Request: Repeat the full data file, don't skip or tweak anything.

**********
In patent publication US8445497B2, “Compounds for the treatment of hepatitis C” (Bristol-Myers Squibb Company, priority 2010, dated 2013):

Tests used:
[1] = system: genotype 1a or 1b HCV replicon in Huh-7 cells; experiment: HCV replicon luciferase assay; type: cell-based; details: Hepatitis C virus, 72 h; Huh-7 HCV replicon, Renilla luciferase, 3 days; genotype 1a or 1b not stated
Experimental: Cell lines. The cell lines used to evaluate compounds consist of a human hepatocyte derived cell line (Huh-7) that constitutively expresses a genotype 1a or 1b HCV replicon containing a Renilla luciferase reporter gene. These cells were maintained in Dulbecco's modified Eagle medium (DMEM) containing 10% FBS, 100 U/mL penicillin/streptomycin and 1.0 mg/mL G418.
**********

In patent publication US8445497B2, “Compounds for the treatment of hepatitis C” (Bristol-Myers Squibb Company, priority 2010, dated 2013):

Tests used:
[1] = system: genotype 1a or 1b HCV replicon in Huh-7 cells; experiment: HCV replicon luciferase assay; type: cell-based; details: Hepatitis C virus, 72 h; Huh-7 HCV replicon, Renilla luciferase, 3 days; genotype 1a or 1b not stated
Experimental: Cell lines. The cell lines used to evaluate compounds consist of a human hepatocyte derived cell line (Huh-7) that constitutively expresses a genotype 1a or 1b HCV replicon containing a Renilla luciferase reporter gene. These cells were maintained in Dulbecco's modified Eagle medium (DMEM) containing 10% FBS, 100 U/mL penicillin/streptomycin and 1.0 mg/mL G418.